The International Air Transport Association's bid to slash the commercial air transport accident rate for Western-built aircraft has suffered a setback after losses in Indonesia and Africa drove the figure up by 15% last year.
The organisation set a target to reduce the 2006 figure of 0.65 hull losses per million flights to just 0.49 in 2008. But accidents in Indonesia quadrupled the Asia-Pacific region's rate to 2.76, while Africa and Latin America showed only marginal improvements, to 4.09 and 1.61 respectively.
Brazil was the scene of the year's worst accident, the TAM Airbus A320 overrun at São Paulo Congonhas in July, which resulted in nearly 200 fatalities.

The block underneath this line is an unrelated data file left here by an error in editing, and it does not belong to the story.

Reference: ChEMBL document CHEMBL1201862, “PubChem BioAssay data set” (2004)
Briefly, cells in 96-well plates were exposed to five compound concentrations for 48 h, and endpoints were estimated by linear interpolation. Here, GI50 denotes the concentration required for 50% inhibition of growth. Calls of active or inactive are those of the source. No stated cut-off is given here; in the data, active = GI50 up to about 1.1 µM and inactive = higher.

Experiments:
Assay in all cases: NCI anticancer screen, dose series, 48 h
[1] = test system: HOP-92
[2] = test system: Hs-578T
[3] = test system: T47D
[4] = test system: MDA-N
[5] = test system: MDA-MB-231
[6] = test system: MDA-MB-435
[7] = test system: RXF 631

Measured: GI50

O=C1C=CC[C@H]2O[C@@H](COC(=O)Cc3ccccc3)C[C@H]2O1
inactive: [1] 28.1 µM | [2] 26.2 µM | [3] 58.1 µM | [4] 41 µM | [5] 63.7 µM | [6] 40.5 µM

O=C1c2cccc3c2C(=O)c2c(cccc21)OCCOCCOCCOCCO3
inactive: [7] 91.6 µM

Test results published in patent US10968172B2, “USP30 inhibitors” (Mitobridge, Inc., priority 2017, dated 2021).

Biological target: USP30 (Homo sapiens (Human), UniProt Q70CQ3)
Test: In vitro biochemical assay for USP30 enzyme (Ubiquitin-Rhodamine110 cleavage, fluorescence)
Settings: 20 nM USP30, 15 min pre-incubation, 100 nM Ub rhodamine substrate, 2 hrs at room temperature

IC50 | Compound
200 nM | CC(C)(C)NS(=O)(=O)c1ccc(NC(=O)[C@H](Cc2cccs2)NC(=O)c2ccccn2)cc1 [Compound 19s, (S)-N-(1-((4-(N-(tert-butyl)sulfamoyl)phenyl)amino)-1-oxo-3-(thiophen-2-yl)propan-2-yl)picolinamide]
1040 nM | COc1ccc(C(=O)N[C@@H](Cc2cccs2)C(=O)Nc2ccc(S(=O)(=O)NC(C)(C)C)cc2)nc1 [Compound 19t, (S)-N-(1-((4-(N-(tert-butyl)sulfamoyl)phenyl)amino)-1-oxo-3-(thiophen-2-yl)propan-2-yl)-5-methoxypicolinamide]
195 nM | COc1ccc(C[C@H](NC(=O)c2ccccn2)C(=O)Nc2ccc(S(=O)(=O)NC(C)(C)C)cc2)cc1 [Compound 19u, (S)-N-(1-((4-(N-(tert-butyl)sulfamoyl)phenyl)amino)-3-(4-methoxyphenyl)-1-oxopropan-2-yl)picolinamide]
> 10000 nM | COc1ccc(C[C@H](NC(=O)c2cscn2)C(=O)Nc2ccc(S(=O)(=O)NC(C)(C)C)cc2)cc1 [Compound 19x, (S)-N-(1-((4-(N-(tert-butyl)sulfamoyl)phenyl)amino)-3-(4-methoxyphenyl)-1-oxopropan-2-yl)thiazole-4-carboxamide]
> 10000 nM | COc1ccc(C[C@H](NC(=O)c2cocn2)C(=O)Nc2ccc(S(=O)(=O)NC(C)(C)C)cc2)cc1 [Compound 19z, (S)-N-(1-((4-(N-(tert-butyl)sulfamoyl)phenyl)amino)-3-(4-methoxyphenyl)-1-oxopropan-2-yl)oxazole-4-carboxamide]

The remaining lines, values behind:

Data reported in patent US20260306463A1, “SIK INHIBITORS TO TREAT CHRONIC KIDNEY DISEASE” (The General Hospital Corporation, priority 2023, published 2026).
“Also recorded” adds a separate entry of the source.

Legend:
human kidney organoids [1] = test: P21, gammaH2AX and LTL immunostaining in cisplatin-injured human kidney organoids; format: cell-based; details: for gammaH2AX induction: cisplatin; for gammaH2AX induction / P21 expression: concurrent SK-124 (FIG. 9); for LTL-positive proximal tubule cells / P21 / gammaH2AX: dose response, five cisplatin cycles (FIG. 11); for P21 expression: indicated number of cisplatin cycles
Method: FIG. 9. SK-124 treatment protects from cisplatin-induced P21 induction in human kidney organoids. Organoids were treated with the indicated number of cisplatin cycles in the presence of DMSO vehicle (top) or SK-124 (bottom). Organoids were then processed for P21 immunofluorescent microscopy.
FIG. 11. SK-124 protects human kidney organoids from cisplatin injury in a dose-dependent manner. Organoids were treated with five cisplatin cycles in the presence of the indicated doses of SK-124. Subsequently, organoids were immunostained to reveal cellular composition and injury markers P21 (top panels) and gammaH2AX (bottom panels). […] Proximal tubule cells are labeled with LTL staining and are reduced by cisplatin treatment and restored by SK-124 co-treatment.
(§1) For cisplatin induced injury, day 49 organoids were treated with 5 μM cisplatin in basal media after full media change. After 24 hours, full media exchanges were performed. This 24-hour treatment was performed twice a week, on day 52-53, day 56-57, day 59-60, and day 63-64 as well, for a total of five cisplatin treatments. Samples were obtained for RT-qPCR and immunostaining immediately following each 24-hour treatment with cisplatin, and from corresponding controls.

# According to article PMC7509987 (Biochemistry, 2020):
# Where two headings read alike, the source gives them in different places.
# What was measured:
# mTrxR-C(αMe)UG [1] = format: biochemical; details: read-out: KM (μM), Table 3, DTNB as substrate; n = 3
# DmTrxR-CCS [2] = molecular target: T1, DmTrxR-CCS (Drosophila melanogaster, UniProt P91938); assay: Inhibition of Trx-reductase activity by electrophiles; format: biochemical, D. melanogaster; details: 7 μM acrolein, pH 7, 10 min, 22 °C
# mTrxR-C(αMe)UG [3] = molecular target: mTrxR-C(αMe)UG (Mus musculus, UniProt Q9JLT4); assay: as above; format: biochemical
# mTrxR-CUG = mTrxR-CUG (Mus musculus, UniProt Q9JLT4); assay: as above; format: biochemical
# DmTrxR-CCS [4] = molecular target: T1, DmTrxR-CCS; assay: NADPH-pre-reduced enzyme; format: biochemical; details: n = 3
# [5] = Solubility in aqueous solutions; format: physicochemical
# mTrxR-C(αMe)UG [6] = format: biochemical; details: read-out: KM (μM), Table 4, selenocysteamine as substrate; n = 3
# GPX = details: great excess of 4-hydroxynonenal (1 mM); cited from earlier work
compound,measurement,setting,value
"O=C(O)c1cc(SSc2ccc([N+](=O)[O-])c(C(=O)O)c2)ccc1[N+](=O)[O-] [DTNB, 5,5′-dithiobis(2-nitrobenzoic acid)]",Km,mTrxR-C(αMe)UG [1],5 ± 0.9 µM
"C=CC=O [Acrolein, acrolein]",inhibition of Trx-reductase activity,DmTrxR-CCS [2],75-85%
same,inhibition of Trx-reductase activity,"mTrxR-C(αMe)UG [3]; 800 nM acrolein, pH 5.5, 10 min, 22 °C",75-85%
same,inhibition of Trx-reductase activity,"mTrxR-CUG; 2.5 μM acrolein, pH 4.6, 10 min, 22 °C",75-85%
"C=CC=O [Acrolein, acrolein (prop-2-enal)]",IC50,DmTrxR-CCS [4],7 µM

IATA points out that the overall number of fatalities fell by nearly a fifth, to 692, despite the number of accidents rising to 100 from 77 in 2006. Jets were involved in 57 accidents, turboprops in 43.
Russia and the former Soviet states turned in improved figures, although neither the fatal loss of a Tupolev Tu-134 at Samara nor that of an Antonov An-12 at Moscow last year are counted.
North America's accident rate was just 0.09 and Europe's was 0.29, both figures better than those posted for 2006.
IATA director general Giovanni Bisignani says that, while the accident rate rose last year, it has halved over the previous decade. "That's good news," he says. "But our goal is always to do better: zero fatalities and zero accidents."
Bisignani highlights continuing concern over Africa's air safety record. IATA has recently initiated a programme to give African operators access to the organisation's flight-data analysis tools.